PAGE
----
Caching is a crucial technique for optimizing the performance of server-side applications. Although we do not optimize how LLMs work underneath, there are significant opportunities to enhance our server's efficiency. Chatbot interactions tend to be most frequent and intense during current or recent sessions. Users engage dynamically with the bot, often in a series of quick exchanges that require the bot to recall the context of the conversation promptly. By caching these recent interactions, we ensure that the chatbot can access a session's information instantly, significantly reducing retrieval times and enhancing the user experience.

Dragonfly serves as an ideal solution for caching due to its high-performance, multi-threaded capabilities. It is designed to operate as a powerful in-memory data store that provides extremely fast access to cached data. By storing the context and details of recent chat sessions in Dragonfly, our chatbot can quickly fetch necessary information without repeatedly querying the main database. As shown in the code snippets above, our DataService class operates with both the database and Dragonfly. Take the srv.read_chat_histories(chat_id) path as an example, we use the cache-aside strategy where we try to read from Dragonfly first. If chat histories are found (which is stored as a sorted-set entry) for this specific chat_id, we can swiftly return the response. If the key is not found in Dragonfly, we fall back to read the database and cache those history records passively in Dragonfly with an expiration time. While recent chat sessions are kept readily available in Dragonfly, older sessions are not discarded but are stored persistently in the database. These sessions are not actively kept in the cache due to their lower likelihood of access. However, should an old session become relevant again—perhaps due to a user returning to a past topic—the mechanism described above is in place to retrieve these sessions from the database and re-cache them.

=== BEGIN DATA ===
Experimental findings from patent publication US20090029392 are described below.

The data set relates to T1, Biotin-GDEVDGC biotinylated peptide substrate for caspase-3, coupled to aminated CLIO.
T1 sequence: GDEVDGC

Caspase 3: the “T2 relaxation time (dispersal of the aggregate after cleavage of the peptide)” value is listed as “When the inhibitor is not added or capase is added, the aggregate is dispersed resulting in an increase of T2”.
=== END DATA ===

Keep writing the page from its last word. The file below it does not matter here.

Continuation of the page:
def read_chat_histories(self, chat_session_id: int) -> Union[ChatSessionResponse, None]:
    # Check if the chat history entries are cached in Dragonfly.
    cache_svc = _DataCacheService(self.df)
    chat_history_responses = cache_svc.read_chat_histories(chat_session_id)
    if chat_history_responses is not None and len(chat_history_responses) > 0:
        return ChatSessionResponse(chat_session_id, chat_history_responses)

    # If the chat history entries are not cached in Dragonfly, read from the database.
    # Then cache them in Dragonfly.
    chat_histories = self.db.query(models.ChatHistory) \
        .filter(models.ChatHistory.chat_session_id == chat_session_id) \
        .order_by( \
        .limit(100) \
    if chat_histories is None or len(chat_histories) == 0:
        return None

    chat_history_responses = [ChatHistoryResponse(, v.content, v.is_human_message) for v in chat_histories]
    cache_svc.add_chat_histories(chat_session_id, chat_history_responses)
    return ChatSessionResponse(chat_session_id, chat_history_responses)

Cache-to-Disk Ratio: Balancing Cost and Performance

While the concept of caching is straightforward—store data temporarily in a faster storage medium to access it quickly—the decision on what to cache and for how long is more sophisticated. A seemingly trivial but often not considered question is: why not cache everything? Let's explore why such an approach is not typically viable and why a splendid eviction policy is important.